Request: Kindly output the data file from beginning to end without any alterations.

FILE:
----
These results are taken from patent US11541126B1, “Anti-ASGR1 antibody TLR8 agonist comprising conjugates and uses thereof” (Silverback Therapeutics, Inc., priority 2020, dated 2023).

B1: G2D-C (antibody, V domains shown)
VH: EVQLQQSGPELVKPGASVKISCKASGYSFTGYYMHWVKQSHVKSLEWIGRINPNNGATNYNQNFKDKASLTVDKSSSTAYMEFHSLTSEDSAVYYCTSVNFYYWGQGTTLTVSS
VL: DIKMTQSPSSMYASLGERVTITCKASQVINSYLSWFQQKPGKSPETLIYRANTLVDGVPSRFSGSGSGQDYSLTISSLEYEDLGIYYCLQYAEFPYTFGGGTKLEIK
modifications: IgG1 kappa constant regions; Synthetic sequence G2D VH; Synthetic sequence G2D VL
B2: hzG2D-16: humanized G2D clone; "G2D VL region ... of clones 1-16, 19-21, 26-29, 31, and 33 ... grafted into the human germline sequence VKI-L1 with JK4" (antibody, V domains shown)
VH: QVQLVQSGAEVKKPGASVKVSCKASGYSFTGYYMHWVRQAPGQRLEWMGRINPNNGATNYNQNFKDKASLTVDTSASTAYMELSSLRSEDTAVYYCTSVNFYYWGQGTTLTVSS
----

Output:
These results are taken from patent US11541126B1, “Anti-ASGR1 antibody TLR8 agonist comprising conjugates and uses thereof” (Silverback Therapeutics, Inc., priority 2020, dated 2023).

B1: G2D-C (antibody, V domains shown)
VH: EVQLQQSGPELVKPGASVKISCKASGYSFTGYYMHWVKQSHVKSLEWIGRINPNNGATNYNQNFKDKASLTVDKSSSTAYMEFHSLTSEDSAVYYCTSVNFYYWGQGTTLTVSS
VL: DIKMTQSPSSMYASLGERVTITCKASQVINSYLSWFQQKPGKSPETLIYRANTLVDGVPSRFSGSGSGQDYSLTISSLEYEDLGIYYCLQYAEFPYTFGGGTKLEIK
modifications: IgG1 kappa constant regions; Synthetic sequence G2D VH; Synthetic sequence G2D VL
B2: hzG2D-16: humanized G2D clone; "G2D VL region ... of clones 1-16, 19-21, 26-29, 31, and 33 ... grafted into the human germline sequence VKI-L1 with JK4" (antibody, V domains shown)
VH: QVQLVQSGAEVKKPGASVKVSCKASGYSFTGYYMHWVRQAPGQRLEWMGRINPNNGATNYNQNFKDKASLTVDTSASTAYMELSSLRSEDTAVYYCTSVNFYYWGQGTTLTVSS